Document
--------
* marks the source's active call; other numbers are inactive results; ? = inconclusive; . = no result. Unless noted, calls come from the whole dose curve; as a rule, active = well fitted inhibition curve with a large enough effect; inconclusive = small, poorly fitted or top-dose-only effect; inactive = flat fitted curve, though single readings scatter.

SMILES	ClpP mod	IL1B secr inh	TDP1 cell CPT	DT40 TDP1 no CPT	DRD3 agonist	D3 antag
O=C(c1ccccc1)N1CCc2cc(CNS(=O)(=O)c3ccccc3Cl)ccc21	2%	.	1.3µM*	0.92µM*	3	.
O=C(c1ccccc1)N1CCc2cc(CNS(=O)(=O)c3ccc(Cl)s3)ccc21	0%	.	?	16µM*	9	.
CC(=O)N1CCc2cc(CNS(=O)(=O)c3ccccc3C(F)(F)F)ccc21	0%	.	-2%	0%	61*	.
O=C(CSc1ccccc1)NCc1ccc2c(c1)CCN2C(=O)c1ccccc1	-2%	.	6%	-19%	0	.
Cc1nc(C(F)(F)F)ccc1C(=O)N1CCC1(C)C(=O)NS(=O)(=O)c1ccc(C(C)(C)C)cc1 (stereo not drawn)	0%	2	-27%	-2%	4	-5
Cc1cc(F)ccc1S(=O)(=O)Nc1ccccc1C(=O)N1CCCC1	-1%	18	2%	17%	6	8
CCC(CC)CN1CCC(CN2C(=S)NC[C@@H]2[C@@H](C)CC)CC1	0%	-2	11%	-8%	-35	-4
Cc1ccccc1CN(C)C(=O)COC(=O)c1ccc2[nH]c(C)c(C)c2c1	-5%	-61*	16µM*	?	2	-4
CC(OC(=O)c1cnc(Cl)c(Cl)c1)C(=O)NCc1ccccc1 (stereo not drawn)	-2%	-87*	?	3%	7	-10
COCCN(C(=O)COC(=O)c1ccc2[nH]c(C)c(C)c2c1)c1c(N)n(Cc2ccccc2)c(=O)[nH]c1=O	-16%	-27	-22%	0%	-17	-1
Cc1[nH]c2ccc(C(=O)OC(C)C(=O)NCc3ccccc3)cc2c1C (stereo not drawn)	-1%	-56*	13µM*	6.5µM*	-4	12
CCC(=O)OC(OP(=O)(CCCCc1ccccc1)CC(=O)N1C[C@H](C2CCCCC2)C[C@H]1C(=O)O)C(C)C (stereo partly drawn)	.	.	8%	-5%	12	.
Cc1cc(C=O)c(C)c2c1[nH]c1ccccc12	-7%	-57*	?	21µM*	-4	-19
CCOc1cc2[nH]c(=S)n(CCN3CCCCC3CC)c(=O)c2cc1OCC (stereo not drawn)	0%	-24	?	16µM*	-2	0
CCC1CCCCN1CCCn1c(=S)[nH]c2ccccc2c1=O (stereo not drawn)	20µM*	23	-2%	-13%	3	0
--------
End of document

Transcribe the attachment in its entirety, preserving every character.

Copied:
* marks the source's active call; other numbers are inactive results; ? = inconclusive; . = no result. Unless noted, calls come from the whole dose curve; as a rule, active = well fitted inhibition curve with a large enough effect; inconclusive = small, poorly fitted or top-dose-only effect; inactive = flat fitted curve, though single readings scatter.

SMILES	ClpP mod	IL1B secr inh	TDP1 cell CPT	DT40 TDP1 no CPT	DRD3 agonist	D3 antag
O=C(c1ccccc1)N1CCc2cc(CNS(=O)(=O)c3ccccc3Cl)ccc21	2%	.	1.3µM*	0.92µM*	3	.
O=C(c1ccccc1)N1CCc2cc(CNS(=O)(=O)c3ccc(Cl)s3)ccc21	0%	.	?	16µM*	9	.
CC(=O)N1CCc2cc(CNS(=O)(=O)c3ccccc3C(F)(F)F)ccc21	0%	.	-2%	0%	61*	.
O=C(CSc1ccccc1)NCc1ccc2c(c1)CCN2C(=O)c1ccccc1	-2%	.	6%	-19%	0	.
Cc1nc(C(F)(F)F)ccc1C(=O)N1CCC1(C)C(=O)NS(=O)(=O)c1ccc(C(C)(C)C)cc1 (stereo not drawn)	0%	2	-27%	-2%	4	-5
Cc1cc(F)ccc1S(=O)(=O)Nc1ccccc1C(=O)N1CCCC1	-1%	18	2%	17%	6	8
CCC(CC)CN1CCC(CN2C(=S)NC[C@@H]2[C@@H](C)CC)CC1	0%	-2	11%	-8%	-35	-4
Cc1ccccc1CN(C)C(=O)COC(=O)c1ccc2[nH]c(C)c(C)c2c1	-5%	-61*	16µM*	?	2	-4
CC(OC(=O)c1cnc(Cl)c(Cl)c1)C(=O)NCc1ccccc1 (stereo not drawn)	-2%	-87*	?	3%	7	-10
COCCN(C(=O)COC(=O)c1ccc2[nH]c(C)c(C)c2c1)c1c(N)n(Cc2ccccc2)c(=O)[nH]c1=O	-16%	-27	-22%	0%	-17	-1
Cc1[nH]c2ccc(C(=O)OC(C)C(=O)NCc3ccccc3)cc2c1C (stereo not drawn)	-1%	-56*	13µM*	6.5µM*	-4	12
CCC(=O)OC(OP(=O)(CCCCc1ccccc1)CC(=O)N1C[C@H](C2CCCCC2)C[C@H]1C(=O)O)C(C)C (stereo partly drawn)	.	.	8%	-5%	12	.
Cc1cc(C=O)c(C)c2c1[nH]c1ccccc12	-7%	-57*	?	21µM*	-4	-19
CCOc1cc2[nH]c(=S)n(CCN3CCCCC3CC)c(=O)c2cc1OCC (stereo not drawn)	0%	-24	?	16µM*	-2	0
CCC1CCCCN1CCCn1c(=S)[nH]c2ccccc2c1=O (stereo not drawn)	20µM*	23	-2%	-13%	3	0